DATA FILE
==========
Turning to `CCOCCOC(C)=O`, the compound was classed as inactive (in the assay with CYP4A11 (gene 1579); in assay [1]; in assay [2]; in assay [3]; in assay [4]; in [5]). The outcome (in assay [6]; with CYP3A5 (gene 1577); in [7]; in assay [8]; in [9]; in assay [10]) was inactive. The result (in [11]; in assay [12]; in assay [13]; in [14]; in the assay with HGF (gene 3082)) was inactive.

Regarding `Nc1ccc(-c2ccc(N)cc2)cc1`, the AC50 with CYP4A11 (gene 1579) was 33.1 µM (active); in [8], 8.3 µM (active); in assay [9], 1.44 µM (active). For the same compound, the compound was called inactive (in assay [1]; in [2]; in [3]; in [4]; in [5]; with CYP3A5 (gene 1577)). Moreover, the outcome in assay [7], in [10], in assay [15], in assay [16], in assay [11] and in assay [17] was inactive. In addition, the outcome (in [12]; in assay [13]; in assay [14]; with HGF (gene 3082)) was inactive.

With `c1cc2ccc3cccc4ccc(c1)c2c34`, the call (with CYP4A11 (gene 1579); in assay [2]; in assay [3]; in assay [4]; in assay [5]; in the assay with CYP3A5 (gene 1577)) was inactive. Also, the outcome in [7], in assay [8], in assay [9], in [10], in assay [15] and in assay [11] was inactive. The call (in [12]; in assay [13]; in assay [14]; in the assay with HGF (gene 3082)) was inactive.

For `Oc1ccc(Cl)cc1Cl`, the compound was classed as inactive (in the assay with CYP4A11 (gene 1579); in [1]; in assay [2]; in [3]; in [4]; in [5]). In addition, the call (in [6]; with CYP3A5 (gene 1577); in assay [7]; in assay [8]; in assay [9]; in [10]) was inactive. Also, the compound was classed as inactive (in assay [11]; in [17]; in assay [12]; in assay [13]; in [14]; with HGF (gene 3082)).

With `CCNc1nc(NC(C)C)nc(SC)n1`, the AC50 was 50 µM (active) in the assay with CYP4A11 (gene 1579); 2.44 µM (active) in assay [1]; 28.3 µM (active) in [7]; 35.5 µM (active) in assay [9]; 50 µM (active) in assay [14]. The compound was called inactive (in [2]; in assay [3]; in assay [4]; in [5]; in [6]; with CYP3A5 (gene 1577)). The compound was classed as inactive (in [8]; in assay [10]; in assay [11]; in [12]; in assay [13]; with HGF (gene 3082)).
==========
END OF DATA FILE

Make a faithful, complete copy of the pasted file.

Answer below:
Turning to `CCOCCOC(C)=O`, the compound was classed as inactive (in the assay with CYP4A11 (gene 1579); in assay [1]; in assay [2]; in assay [3]; in assay [4]; in [5]). The outcome (in assay [6]; with CYP3A5 (gene 1577); in [7]; in assay [8]; in [9]; in assay [10]) was inactive. The result (in [11]; in assay [12]; in assay [13]; in [14]; in the assay with HGF (gene 3082)) was inactive.

Regarding `Nc1ccc(-c2ccc(N)cc2)cc1`, the AC50 with CYP4A11 (gene 1579) was 33.1 µM (active); in [8], 8.3 µM (active); in assay [9], 1.44 µM (active). For the same compound, the compound was called inactive (in assay [1]; in [2]; in [3]; in [4]; in [5]; with CYP3A5 (gene 1577)). Moreover, the outcome in assay [7], in [10], in assay [15], in assay [16], in assay [11] and in assay [17] was inactive. In addition, the outcome (in [12]; in assay [13]; in assay [14]; with HGF (gene 3082)) was inactive.

With `c1cc2ccc3cccc4ccc(c1)c2c34`, the call (with CYP4A11 (gene 1579); in assay [2]; in assay [3]; in assay [4]; in assay [5]; in the assay with CYP3A5 (gene 1577)) was inactive. Also, the outcome in [7], in assay [8], in assay [9], in [10], in assay [15] and in assay [11] was inactive. The call (in [12]; in assay [13]; in assay [14]; in the assay with HGF (gene 3082)) was inactive.

For `Oc1ccc(Cl)cc1Cl`, the compound was classed as inactive (in the assay with CYP4A11 (gene 1579); in [1]; in assay [2]; in [3]; in [4]; in [5]). In addition, the call (in [6]; with CYP3A5 (gene 1577); in assay [7]; in assay [8]; in assay [9]; in [10]) was inactive. Also, the compound was classed as inactive (in assay [11]; in [17]; in assay [12]; in assay [13]; in [14]; with HGF (gene 3082)).

With `CCNc1nc(NC(C)C)nc(SC)n1`, the AC50 was 50 µM (active) in the assay with CYP4A11 (gene 1579); 2.44 µM (active) in assay [1]; 28.3 µM (active) in [7]; 35.5 µM (active) in assay [9]; 50 µM (active) in assay [14]. The compound was called inactive (in [2]; in assay [3]; in assay [4]; in [5]; in [6]; with CYP3A5 (gene 1577)). The compound was classed as inactive (in [8]; in assay [10]; in assay [11]; in [12]; in assay [13]; with HGF (gene 3082)).